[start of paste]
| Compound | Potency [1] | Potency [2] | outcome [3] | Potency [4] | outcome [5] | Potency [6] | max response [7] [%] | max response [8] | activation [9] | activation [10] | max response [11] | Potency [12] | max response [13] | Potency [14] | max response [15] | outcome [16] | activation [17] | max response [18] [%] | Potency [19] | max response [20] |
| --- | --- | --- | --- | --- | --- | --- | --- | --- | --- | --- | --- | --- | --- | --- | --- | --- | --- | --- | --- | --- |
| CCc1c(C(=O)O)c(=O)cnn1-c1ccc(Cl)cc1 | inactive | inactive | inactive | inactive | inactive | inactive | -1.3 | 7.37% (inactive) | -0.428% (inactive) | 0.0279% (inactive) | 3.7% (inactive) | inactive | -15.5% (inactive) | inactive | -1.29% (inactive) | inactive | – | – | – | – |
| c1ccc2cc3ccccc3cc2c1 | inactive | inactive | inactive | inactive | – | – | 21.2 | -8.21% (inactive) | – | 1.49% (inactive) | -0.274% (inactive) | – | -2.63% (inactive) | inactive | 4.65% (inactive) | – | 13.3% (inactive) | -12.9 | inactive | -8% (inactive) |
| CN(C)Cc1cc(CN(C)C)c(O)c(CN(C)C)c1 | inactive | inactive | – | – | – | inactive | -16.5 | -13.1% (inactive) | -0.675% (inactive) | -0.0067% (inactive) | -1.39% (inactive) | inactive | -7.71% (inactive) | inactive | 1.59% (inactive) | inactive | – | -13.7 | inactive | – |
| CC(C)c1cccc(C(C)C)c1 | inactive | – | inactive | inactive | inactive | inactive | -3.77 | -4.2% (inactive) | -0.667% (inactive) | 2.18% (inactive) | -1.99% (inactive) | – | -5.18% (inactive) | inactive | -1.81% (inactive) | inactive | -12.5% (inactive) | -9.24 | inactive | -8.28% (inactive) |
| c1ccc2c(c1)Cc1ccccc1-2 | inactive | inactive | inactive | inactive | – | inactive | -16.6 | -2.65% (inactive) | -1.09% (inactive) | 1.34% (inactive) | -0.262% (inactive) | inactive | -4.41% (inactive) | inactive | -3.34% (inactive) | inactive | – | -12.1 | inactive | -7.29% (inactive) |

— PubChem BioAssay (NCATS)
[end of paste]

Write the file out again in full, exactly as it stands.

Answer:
| Compound | Potency [1] | Potency [2] | outcome [3] | Potency [4] | outcome [5] | Potency [6] | max response [7] [%] | max response [8] | activation [9] | activation [10] | max response [11] | Potency [12] | max response [13] | Potency [14] | max response [15] | outcome [16] | activation [17] | max response [18] [%] | Potency [19] | max response [20] |
| --- | --- | --- | --- | --- | --- | --- | --- | --- | --- | --- | --- | --- | --- | --- | --- | --- | --- | --- | --- | --- |
| CCc1c(C(=O)O)c(=O)cnn1-c1ccc(Cl)cc1 | inactive | inactive | inactive | inactive | inactive | inactive | -1.3 | 7.37% (inactive) | -0.428% (inactive) | 0.0279% (inactive) | 3.7% (inactive) | inactive | -15.5% (inactive) | inactive | -1.29% (inactive) | inactive | – | – | – | – |
| c1ccc2cc3ccccc3cc2c1 | inactive | inactive | inactive | inactive | – | – | 21.2 | -8.21% (inactive) | – | 1.49% (inactive) | -0.274% (inactive) | – | -2.63% (inactive) | inactive | 4.65% (inactive) | – | 13.3% (inactive) | -12.9 | inactive | -8% (inactive) |
| CN(C)Cc1cc(CN(C)C)c(O)c(CN(C)C)c1 | inactive | inactive | – | – | – | inactive | -16.5 | -13.1% (inactive) | -0.675% (inactive) | -0.0067% (inactive) | -1.39% (inactive) | inactive | -7.71% (inactive) | inactive | 1.59% (inactive) | inactive | – | -13.7 | inactive | – |
| CC(C)c1cccc(C(C)C)c1 | inactive | – | inactive | inactive | inactive | inactive | -3.77 | -4.2% (inactive) | -0.667% (inactive) | 2.18% (inactive) | -1.99% (inactive) | – | -5.18% (inactive) | inactive | -1.81% (inactive) | inactive | -12.5% (inactive) | -9.24 | inactive | -8.28% (inactive) |
| c1ccc2c(c1)Cc1ccccc1-2 | inactive | inactive | inactive | inactive | – | inactive | -16.6 | -2.65% (inactive) | -1.09% (inactive) | 1.34% (inactive) | -0.262% (inactive) | inactive | -4.41% (inactive) | inactive | -3.34% (inactive) | inactive | – | -12.1 | inactive | -7.29% (inactive) |

— PubChem BioAssay (NCATS)